This is because the regulations permit a number of papers to count towards both degrees. It is usually possible to complete two 3-year degrees in 4 to 5 years. You need to maintain a B average across all papers to remain in a conjoint programme of study.
You can study the following degrees conjointly with the Bachelor of Arts:
A double degree differs from a conjoint in that you enrol in both programmes separately and can cross-credit papers from one to the other. The number of cross-credits depends on the programmes.
Double degrees usually take longer than conjoint programmes but there are some advantages:
- Greater range of programmes to choose from
- No minimum grade average each year
- No rules about having to take papers from each qualification each year. In fact, you can concentrate on papers from one degree one year if you wish, and then mix things up in the next.
Bachelor of Laws and Bachelor of Arts
- Learn about the Bachelor of Laws
- Read the Bachelor of Laws and Bachelor of Arts course planner
Structure and content
The BA is a very flexible degree allowing you to study many aspects of society and culture. Your degree can be constructed in a variety of different ways but is essentially made up of several building blocks:
- A core selection of papers which provide a backbone to the degree – Communicating, Writing, Research and Cooperative Education; these papers develop transferable skills and support your work in all other papers in the degree.
- A major — this is the main subject and the focus of your degree.
- Another major or a minor which provides a smaller focus in another subject.
- Elective papers.
Each year of your degree you will typically take papers from the core, your major(s) and/or minor. A Cooperative Education paper is done in a workplace setting in your third year.
The following range of core papers provides a framework for acquiring a broad foundation of skills and knowledge in writing, research, digital technology and communication.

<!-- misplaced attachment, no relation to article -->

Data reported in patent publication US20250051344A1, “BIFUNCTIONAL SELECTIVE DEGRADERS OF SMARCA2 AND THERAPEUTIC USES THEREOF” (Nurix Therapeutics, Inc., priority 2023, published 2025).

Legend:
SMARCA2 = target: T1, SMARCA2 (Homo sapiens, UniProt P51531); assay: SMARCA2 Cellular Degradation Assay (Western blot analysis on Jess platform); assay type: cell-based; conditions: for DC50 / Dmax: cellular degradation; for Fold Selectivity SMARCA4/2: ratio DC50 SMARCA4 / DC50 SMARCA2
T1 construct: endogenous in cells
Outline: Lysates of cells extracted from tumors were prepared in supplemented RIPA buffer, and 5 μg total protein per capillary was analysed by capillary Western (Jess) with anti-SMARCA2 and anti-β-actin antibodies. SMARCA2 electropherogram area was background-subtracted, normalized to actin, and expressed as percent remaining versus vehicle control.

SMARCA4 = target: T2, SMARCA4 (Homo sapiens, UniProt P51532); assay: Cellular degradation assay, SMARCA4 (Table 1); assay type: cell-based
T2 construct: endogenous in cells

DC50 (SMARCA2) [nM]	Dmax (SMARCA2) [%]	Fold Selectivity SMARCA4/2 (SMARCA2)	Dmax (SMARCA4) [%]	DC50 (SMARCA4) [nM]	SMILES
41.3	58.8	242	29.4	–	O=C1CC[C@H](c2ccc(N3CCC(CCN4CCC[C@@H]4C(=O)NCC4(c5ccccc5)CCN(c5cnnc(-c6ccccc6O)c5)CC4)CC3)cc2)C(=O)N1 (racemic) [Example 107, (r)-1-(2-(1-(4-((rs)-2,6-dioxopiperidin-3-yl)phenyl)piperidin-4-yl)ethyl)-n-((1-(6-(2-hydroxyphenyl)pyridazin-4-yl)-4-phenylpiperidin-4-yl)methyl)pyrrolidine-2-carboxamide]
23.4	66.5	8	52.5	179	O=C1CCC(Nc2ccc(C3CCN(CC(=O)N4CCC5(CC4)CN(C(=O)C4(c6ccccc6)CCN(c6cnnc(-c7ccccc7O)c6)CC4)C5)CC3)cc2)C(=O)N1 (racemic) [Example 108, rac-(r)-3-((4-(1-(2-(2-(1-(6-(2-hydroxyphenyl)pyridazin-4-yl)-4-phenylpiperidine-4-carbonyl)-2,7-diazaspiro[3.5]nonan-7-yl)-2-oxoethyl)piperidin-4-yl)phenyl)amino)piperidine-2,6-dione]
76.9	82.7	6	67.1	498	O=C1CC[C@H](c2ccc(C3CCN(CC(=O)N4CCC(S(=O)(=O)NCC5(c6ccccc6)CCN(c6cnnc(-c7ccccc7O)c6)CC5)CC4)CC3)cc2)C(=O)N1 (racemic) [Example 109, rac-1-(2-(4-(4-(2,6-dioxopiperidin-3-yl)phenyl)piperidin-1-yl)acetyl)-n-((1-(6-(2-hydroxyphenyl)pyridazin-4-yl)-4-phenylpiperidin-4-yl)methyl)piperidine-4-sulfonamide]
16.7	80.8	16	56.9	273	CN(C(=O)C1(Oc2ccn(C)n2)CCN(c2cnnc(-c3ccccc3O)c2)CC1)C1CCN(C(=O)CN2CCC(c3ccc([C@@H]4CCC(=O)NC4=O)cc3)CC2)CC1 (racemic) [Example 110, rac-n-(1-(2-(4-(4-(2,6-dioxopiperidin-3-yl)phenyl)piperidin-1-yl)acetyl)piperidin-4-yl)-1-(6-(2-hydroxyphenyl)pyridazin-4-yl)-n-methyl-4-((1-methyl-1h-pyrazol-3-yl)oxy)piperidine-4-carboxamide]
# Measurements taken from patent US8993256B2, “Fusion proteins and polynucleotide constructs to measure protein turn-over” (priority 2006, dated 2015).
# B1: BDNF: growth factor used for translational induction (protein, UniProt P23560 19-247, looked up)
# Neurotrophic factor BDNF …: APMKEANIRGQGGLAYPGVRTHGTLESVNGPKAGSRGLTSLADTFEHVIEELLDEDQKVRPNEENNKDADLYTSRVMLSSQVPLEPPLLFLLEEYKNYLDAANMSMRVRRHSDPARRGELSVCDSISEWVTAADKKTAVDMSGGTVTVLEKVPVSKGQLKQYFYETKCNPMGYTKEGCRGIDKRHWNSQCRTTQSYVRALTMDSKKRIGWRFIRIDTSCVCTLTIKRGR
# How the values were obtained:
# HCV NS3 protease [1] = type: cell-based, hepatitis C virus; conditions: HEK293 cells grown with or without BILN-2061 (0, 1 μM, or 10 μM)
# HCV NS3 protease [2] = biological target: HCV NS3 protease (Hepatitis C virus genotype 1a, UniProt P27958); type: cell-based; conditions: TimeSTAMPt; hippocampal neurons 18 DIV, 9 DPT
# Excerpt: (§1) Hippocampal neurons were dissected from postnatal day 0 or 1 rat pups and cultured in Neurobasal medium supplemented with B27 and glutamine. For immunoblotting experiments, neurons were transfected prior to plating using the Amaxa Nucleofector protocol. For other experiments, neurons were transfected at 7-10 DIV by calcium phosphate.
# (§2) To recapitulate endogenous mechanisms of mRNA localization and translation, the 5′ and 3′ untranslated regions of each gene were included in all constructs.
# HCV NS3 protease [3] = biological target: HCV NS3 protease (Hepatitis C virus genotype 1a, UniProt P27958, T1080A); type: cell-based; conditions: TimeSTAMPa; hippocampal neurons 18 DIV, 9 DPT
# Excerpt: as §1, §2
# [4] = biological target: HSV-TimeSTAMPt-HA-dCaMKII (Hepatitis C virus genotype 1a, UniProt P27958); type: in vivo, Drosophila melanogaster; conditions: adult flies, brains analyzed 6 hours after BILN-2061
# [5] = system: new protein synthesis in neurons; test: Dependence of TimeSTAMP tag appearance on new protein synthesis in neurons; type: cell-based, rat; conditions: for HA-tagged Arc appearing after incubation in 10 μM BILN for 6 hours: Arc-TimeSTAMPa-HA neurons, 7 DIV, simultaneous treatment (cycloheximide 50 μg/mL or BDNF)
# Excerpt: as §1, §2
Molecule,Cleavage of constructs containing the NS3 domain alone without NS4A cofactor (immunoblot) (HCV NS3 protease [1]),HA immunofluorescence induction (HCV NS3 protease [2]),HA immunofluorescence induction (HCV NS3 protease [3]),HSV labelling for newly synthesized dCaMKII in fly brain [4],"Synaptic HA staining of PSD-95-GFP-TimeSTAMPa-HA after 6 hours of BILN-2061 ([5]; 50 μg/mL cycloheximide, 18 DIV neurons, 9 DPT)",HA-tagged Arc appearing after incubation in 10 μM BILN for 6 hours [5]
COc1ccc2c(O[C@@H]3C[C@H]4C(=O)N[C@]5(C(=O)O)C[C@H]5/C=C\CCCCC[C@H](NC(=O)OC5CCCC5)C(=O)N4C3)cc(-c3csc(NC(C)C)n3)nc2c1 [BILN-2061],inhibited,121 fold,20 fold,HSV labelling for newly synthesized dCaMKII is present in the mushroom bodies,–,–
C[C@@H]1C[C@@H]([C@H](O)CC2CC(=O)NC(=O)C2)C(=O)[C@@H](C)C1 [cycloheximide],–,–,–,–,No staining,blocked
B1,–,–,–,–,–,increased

Students will be able to express ideas coherently, work with a variety of research methods, communicate effectively and gain practical skills. These papers provide the catalyst for cross disciplinary reflection and inquiry.
Students are required to study four papers from the list below. These papers are determined by the requirements of your chosen major. The school responsible will enrol you in the appropriate ones.
CLSY500 Culture and Society
CLSY504 Knowledge and Inquiry
COMM510 Undergraduate Writing for Academic Purposes
COMM570 Academic Communication: Conventions and Expectations
COMM590 Communication and Presentation Systems
DIGM550 Applied Media I *Event Management only
SOSC581 Research and Analysis
TIKA503 Ki te Whaiao: Maori Culture and Society
CLSY703 Cooperative Education
CULN795 Advanced Culinary Events
MAOR707 Cooperative Education II: Project Report
NZSL707 NZSL Interpreting Practicum Experience I: Observations
NZSL708 NZSL Interpreting Practicum Experience II: Professional Practice
Last updated: 28-Apr-2016 9.00am
The information on this page was correct at time of publication. For a comprehensive overview of AUT qualifications, please refer to the Academic Calendar.